A Thorough Guide to High Availability, HA Cluster Architecture & Fault Tolerance
Highly available computing infrastructure is the norm in the computing industry today. More so, when it comes to the cloud platforms, it’s the key feature which enables the workloads running on them to be highly available.
This write-up is an insight into high availability. It covers all our questions about it such as what is it? Why is it so important to businesses? What is a highly available cluster? How do cloud platforms ensure high availability of the services running on them? What is fault tolerance & redundancy? How are they related to high availability?
So, without any further ado.
Let’s get on with it.
1. What is High Availability?
High availability also known as HA is the ability of the system to stay online despite having failures at the infrastructural level in real-time. High availability ensures the uptime of the service much more than the normal time. It improves the reliability of the system, ensures minimum downtime.
The sole mission of highly available systems is to stay online & stay connected. A very basic example of this is having back up generators to ensure continuous power supply in case of any power outages.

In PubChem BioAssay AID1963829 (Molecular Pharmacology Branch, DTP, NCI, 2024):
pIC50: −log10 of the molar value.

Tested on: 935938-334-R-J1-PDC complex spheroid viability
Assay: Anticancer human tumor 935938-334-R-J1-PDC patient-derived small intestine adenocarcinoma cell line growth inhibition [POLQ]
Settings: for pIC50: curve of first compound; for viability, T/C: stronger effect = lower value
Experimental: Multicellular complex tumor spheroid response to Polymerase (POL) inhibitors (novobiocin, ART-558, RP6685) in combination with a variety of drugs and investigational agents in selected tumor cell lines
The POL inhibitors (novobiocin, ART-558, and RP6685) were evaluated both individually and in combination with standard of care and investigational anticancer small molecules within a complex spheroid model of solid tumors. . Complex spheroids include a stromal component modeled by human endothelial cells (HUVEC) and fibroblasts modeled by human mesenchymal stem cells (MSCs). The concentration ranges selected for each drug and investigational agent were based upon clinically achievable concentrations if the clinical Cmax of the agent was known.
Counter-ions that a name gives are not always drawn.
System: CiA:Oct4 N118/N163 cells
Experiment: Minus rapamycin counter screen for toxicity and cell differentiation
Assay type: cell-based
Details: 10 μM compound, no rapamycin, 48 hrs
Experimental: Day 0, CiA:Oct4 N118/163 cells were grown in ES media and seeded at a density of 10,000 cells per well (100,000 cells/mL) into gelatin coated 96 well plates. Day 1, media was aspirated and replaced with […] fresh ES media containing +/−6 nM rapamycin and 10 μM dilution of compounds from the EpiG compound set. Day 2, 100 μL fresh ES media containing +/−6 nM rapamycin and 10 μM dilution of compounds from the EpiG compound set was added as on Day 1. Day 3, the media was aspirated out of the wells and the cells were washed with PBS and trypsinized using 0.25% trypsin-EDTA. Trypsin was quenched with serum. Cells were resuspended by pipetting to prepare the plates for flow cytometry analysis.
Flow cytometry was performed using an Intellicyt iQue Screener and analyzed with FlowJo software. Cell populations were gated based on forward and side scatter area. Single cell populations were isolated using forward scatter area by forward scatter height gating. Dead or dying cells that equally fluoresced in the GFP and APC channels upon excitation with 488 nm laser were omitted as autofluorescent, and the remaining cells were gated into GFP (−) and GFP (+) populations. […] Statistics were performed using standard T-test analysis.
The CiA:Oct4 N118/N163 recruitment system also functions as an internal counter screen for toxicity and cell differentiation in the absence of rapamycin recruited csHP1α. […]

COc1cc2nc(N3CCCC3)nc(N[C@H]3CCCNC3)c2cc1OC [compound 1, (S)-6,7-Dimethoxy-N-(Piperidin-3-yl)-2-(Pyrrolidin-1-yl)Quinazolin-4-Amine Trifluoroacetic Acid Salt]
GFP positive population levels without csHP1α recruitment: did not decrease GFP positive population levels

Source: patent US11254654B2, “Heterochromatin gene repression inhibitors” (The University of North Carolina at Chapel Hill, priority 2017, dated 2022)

In the industry HA is often expressed as a percentage, for instance, the system is 99.99999% highly available simply means 99.99999% of the total hosting time the service will be up. You might often see this in the SLA service level agreements of cloud platforms.
2. How Important Is High Availability to Online Services?
It might not impact businesses that much if social applications go down for a bit & then bounce back but there are mission-critical systems like aircraft systems, spacecrafts, mining machines, hospital servers, finance stock market systems that just cannot afford to go down at any time. After all, lives depend on it.